Designing better teams by understanding the common pitfalls

Photo by Kaleidico on Unsplash

Ask anyone that manages a team or department, and the area that they spend most of their time on and worry the most about is their people.

I’m becoming ever interested in the design of teams. Whilst I’ve discovered a better way of working in the Design Sprint, the design of a team is a necessary area of understanding. I mean, you can’t have a great way of working with a team that can’t work together.

To build a great team, we need to understand the common issues that people have at work. It’s not all smooth-sailing and there are…


A workshop earlier this year

Ross Chapman’s highlights for the year ahead

As the start of the new decade approaches, all of us at Etch are eager for what lies ahead, including Etch Sprints. After over a year of running Sprints and training partners to run their own, we are making some changes to Etch Sprints to further challenge the status quo and offer businesses even more value. Here’s a summary of what’s coming up…

1. Prototyping a team

After nearly a year of going it alone (or lone-wolfing it 🐺 as it’s become known), we’ve now created an Etch Sprints team. …


Using the Design Sprint, how could we support parents to build their children’s language and communication skills?

The Sprint Team

This is a story about a GV style design sprint. If you’ve never heard of that, you can learn more here or read the book.

Silver foil. Glue. Cotton wool.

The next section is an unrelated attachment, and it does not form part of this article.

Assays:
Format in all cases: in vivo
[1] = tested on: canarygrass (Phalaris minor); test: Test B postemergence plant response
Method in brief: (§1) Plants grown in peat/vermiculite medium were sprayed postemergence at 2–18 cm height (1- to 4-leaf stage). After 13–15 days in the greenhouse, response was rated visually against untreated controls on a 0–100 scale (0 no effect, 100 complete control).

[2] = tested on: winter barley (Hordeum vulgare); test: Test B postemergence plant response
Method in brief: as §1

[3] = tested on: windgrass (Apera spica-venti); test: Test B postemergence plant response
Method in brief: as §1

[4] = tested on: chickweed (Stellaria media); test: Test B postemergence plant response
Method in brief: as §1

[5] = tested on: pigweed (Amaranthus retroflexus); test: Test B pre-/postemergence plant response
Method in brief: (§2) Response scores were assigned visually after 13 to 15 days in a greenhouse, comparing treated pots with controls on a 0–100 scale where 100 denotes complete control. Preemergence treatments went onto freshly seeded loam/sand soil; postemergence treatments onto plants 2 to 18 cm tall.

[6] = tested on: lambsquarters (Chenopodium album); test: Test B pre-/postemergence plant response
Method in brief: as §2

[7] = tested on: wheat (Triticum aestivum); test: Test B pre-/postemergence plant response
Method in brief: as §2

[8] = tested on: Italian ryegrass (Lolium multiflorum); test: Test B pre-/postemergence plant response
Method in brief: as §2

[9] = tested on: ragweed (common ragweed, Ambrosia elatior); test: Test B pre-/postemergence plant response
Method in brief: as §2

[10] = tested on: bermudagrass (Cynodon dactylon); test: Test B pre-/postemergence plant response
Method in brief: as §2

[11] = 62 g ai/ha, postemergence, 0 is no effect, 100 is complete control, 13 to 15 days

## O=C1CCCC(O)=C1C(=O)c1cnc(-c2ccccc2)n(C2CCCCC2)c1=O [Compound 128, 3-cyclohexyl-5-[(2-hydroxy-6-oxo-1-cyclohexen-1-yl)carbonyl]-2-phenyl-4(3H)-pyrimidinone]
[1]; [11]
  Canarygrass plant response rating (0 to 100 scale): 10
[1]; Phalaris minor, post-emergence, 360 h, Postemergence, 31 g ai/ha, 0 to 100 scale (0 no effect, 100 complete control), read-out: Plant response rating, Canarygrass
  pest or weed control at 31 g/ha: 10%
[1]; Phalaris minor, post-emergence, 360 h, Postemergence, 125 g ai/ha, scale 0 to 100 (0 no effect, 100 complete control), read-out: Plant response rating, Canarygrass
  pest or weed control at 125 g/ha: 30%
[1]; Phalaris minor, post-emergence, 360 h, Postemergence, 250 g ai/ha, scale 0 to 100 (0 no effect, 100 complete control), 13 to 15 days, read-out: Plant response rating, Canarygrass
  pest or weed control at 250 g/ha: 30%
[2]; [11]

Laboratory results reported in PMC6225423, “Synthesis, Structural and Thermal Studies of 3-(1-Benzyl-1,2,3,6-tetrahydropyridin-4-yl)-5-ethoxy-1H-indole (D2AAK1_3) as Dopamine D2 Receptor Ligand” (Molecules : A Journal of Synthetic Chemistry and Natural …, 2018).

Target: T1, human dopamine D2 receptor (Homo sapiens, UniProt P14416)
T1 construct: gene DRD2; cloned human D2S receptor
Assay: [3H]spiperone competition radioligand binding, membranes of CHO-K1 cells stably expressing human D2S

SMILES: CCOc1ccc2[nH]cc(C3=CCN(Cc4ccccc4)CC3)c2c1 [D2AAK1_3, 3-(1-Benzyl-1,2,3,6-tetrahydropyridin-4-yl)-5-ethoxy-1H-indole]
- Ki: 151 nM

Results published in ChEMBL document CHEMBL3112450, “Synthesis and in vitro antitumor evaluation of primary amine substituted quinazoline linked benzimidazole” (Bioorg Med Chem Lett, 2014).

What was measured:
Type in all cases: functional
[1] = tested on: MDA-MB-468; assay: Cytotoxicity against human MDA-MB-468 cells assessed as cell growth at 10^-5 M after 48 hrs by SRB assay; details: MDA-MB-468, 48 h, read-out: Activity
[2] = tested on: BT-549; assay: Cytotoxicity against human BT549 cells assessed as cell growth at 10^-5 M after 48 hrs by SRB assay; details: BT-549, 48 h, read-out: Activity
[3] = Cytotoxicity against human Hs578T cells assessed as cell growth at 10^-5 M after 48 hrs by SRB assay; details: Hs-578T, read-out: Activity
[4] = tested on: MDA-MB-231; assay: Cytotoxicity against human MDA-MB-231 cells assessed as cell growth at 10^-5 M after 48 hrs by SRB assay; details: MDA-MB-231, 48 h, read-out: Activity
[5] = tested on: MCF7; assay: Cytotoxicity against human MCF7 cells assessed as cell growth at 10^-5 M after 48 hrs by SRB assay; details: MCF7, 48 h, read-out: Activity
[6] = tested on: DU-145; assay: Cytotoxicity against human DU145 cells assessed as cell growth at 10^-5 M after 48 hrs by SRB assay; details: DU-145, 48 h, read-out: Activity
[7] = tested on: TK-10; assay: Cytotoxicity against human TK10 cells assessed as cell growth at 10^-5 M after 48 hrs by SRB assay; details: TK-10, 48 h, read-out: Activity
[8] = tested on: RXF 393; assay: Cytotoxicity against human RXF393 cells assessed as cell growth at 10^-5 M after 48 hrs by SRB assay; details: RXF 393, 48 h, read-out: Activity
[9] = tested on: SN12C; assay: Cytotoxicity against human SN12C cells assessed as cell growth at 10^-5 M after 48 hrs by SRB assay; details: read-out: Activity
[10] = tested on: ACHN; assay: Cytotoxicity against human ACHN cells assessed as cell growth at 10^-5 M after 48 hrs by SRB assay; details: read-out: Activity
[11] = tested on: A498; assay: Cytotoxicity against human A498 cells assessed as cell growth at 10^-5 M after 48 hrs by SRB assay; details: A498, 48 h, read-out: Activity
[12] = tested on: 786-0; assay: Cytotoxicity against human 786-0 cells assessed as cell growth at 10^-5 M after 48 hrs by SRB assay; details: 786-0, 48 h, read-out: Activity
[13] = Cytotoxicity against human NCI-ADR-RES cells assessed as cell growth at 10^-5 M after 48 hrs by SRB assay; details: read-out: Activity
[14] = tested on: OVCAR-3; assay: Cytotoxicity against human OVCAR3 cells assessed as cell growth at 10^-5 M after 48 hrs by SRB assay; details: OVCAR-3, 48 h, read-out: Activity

These were just a few of the tools needed in our prototyping day, but before we get into that, how did this design sprint start and what problem were we here to solve?

Start with problems

The Innovation Team at Save the Children UK partnered with Children’s Places in Scotland to boost early language development for children growing up in deprived areas. Through Children’s Places work with nurseries, they highlighted a consistent challenge…


The lesser-known final day of the Design Sprint (where dreams become reality!)

“The Design Sprint is great, but…”

One of the most common issues I hear time and time again comes from teams after the Design Sprint.

Teams will say something similar to:

“The Design Sprint is great, but we don’t have everything we need to continue the good work and put into production”

The thing is, the problem isn’t really with the Design Sprint. It’s with the time after the Sprint that teams can often lose momentum and lose direction.

In a recent Design Sprint, we aimed to solve that problem with what I’m calling Handover Day.

We had a couple of tech leads help us understand…


5 women who are taking the Design Sprint and totally owning it

At a recent Design Sprint Training workshop at Etch Sprints

It’s International Women’s Day and a great time to share some of the Sprint Influencers who I follow everyday.

I did a similar story last year on product designers I follow on Instagram if you want to check that one out 🔥

1. Sabrina Goerlich

Strategic Designer/Design Sprint Master in Affalterbach, Deutschland.

I’ve had a few chats with Sabrina. She’s always one to take on a new challenge, not only in work, but also in play. Always sharing what she’s learning and including as many people as possible.